"تراژدی منابع مشترک" معامله گران اساسی: هزینه های اطلاعات و عوامل دیگر برای بقای کارشناسان و معاملهگران اختلالزا در بازارهای مالی
|کد مقاله||سال انتشار||تعداد صفحات مقاله انگلیسی||ترجمه فارسی|
|14222||2013||9 صفحه PDF||سفارش دهید|
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Publisher : Elsevier - Science Direct (الزویر - ساینس دایرکت)
Journal : Economic Modelling, Volume 32, May 2013, Pages 377–385
This study explores the long-standing question about the survival of noise traders in financial markets through the relatively new method of agent-based modeling. We find that, in the normal case, there are two attractors for the ratio of experts versus noise traders. Either experts disappear almost entirely from the market, or they account for a certain fraction, with noise traders still being present. In the dynamic framework, the dynamics switches between these attractors, which leads to the emergence of some typical statistical features of financial markets, such as long memory, leptokurtic returns, and bubbles and crashes. Furthermore, we achieve a general approximation of the attractors and of the switching point in between from relevant determinants.
Studies on financial markets commonly distinguish between two kinds of traders. Independent of their denotation (some studies call them rational, sophisticated or informed, others speak of arbitrageurs, smart money traders or fundamentalists), the common characteristic of the first group is that they derive their transactions from the analysis of true fundamental information. Though not trading arbitrarily, for the second group, this is not true. For example, so-called technical traders (or “chartists”) seek to identify patterns in the evolution of prices and extrapolate them. Yet, because of the myriad of behavioral patterns in this group and the unpredictability of their transactions, the second group has been known as “noise traders” (Black, 1986). It has been a long time since Milton Friedman (1953) stated that noise traders cannot survive in a market — a proposition which has been replicated in different model setups such as Figlewski (1978), Sandroni (2000) and Blume and Easley (2006). The unifying logic is that noise traders would lose money compared to rational agents as they trade on wrong beliefs (see also Alchian, 1950; Fama, 1965, for early proponents of this view). The opposite view is represented by a profound body of theoretic evidence which indicates that, under more or less restrictive assumptions, the long-run survival of noise traders is possible. Examples include DeLong et al., 1990 and DeLong et al., 1991, Blume and Easley (1992) and Evstigneev et al. (2002). One of the most popular arguments for this belief has been proposed by DeLong et al. (1991), who construct an overlapping-generations model. If noise traders overestimate returns or underestimate risk, they tend (unconsciously) to accept higher risks than arbitrageurs and thus achieve superior returns on average. Finally, Black (1986) states that noise trading is the very condition for rational arbitrage because if everyone had the same correct beliefs, there would hardly be any trading. Our study explores the survival of noise versus expert traders in a dynamic agent-based model. Financial market models from this field have proven to be quite successful in improving our understanding of real market dynamics; for surveys, see Hommes (2006), LeBaron (2006) or Westerhoff (2008). The relatively new, simulation-based approach enables us to uncover some dynamic effects in the ratio of trader groups which have been vastly ignored so far. A key feature of our model is the implementation of information costs. According to Merton (1987), information costs arise from “gathering and processing data”. Several studies have found such costs to be influential in investment decisions (e.g. Ahearne et al., 2004, Gregoriou and Ioannidis, 2006 and Kang et al., 1999). We can assume that information costs are particularly relevant for expert trading. Our model finds information costs to be a crucial determinant for the ratio of experts versus noise traders. Another new insight is that the share of experts, denoted by K, can alternate between two different attractors. The first attractor is K = 0. In such intervals, experts avoid the market because, due to the prevalence of noise traders, the tendency of the market towards a fundamental correction is too low to cover information costs. Experts incur profits if K exceeds some level K1, and the second attractor K2 becomes active. In K2, noise traders may still be numerous. The reason is that once K exceeds K2 the average mispricing becomes too small to make the experts' strategy profitable. One goal of this study is to derive these conditions of the existence and the value of the two critical points K1 and K2. We can do this analytically within a simple static framework (Section 2). In Section 3, the static setup is transformed into a dynamic agent-based model. The value of the agent-based model is to extend the analytical findings and to review their implications under more realistic conditions. It will be shown that the dynamics of the model switches between K1K1 and K2K2, and this produces volatility clustering, heavy tails of returns, and speculative bubbles and crashes — three of the most important stylized facts of financial markets. The two-staged approach illustrates the potential of agent-based modeling in combination with static analyses and yields some new insights into the question at stake.
نتیجه گیری انگلیسی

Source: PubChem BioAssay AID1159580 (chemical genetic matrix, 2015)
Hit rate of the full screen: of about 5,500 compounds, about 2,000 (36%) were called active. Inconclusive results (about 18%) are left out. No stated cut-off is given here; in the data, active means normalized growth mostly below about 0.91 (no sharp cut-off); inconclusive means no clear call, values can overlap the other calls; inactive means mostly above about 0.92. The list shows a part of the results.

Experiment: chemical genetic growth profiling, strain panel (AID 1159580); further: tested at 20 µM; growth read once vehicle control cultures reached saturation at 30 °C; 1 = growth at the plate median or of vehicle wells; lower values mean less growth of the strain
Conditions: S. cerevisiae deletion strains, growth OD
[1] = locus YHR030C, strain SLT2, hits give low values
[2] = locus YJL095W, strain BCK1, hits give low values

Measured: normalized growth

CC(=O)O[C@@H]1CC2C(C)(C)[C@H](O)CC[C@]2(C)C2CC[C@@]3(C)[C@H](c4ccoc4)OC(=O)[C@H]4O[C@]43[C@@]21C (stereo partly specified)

The question of if noise traders can survive in financial markets has long been discussed in research. The present article enriches the debate by means of agent-based modeling. The dynamic model shows that the ratio between noise traders and experts in a market, K, is subject to dynamic effects which are hard to discover by static equilibrium analyses only. In particular, we have seen that, in the normal case, there are two equilibria for this ratio that work as attractors in a dynamic framework. One equilibrium is always K = 0, meaning that there are intervals in which experts largely disappear from the market. In the second equilibrium, K2, experts control the market, but the number of noise traders in this equilibrium can still be significant. In the dynamic framework, the dynamics switches between the two attractors. Switching occurs whenever the ratio of experts surpasses some critical level K1. In our analysis, we have identified several determinants for the break-even point K1 as well as for carrying capacity K2. A crucial determinant is information costs. We found that higher information costs lead to a rise of K1 and a decrease of K2. Other determinants for K1 and K2 are the aggressiveness of noise traders and the variability of the fundamental value of the asset traded. Because both variables impact the profit potential for experts, their increase creates room for more experts in K2. On the other hand, the critical level K1 rises, because a larger number of experts are needed to take control of the market. A similar effect occurs if experts have greater trading power, for example, because fundamental trading is undertaken mostly by institutional investors with significant transaction volumes. Then, K1 is lower, meaning that the probability that noise traders completely take over declines. With regard to K2, there is a mixed effect. We have found that for certain values of the relevant determinants, the equilibrium K2 does not exist at all. As a result, the only existent equilibrium is K = 0. Accordingly, experts, and not noise traders (!), are not able to survive in the market. The probability of this alarming situation is affected positively by information costs and by the volatility of value. In contrast, it is affected negatively by the experts' trading power and, surprisingly, by the aggressiveness of noise traders. The causes for all these findings were uncovered in the study. From a broader perspective, our findings suggest some analogies. The mispricing tendency of the market, which is produced by the transactions of noise traders and by changes of fundamentals, can be interpreted as the ‘common good’ of experts, as it represents the very condition for the profitability of fundamental trading and, hence, for the survival of experts. If experts exploit their common good too much, their persistence is endangered. The analogy to the “tragedy of the commons” (Hardin, 2009) is unmistakable. It is because of another tragedy that experts sometimes remain almost entirely out of the market. Agents will only bet on the fundamental strategy if they believe that there is a clear tendency of prices to return to value. However, provided that singular agents can influence prices only marginally, this is only the case if there are enough others who rely on this strategy. A similarity to the so-called “coordination game” (e.g. Cooper, 1999) becomes apparent. In sum, the existence of fundamental trading appears to be its own condition and its dilemma simultaneously. The method agent-based modeling was valuable as we could show switches between the regimes of experts and noise traders to produce some important stylized facts of financial markets such as leptokurtic distribution of returns, long memory, as well as bubbles and crashes. This insight is not completely new. However, we could achieve general approximations of the attractors and the threshold value in between, based on relevant determinants, which were then confirmed in simulation experiments. This underlines the benefit of a combination of algebraic methods and agent-based modeling. The findings sharpen our understanding of the inefficiencies of financial markets and are fundamental to derive regulative measures. The model made very clear that we have to distinguish between two types of inefficiency which have completely different origins: (i) Intervals of turbulent volatility in which prices depart from fundamentals. (ii) A base inefficiency which is the very condition for fundamental trading. Facilitating fundamental trading by means other than information cost can mitigate type (i) inefficiency, but does not necessarily reduce the inefficiency of type (ii). Reducing information cost, however, has a positive effect on both types. This shows the importance of any measure leading to a reduction of information cost, not only in order to improve efficiency in general but also to prevent financial instability. Let us conclude by commenting on two limitations of this study. First, our model only considered speculative profits. Dividends, opportunities for arbitrage between markets, and other returns were ignored, even though seeking such profits constitutes important motives for fundamental trading. Second, the profits of noise traders were not computed endogenously due to the variety of behavioral patterns in this group. However, some studies (e.g. Friedman, 1953) argue that noise traders lose money on average as they tend to buy high and sell low. In sum, the fundamental strategy could be more attractive than presumed in our model. We did not implement these aspects in order to preserve the algebraic tractability of the model. Future research should investigate how they affect the results obtained.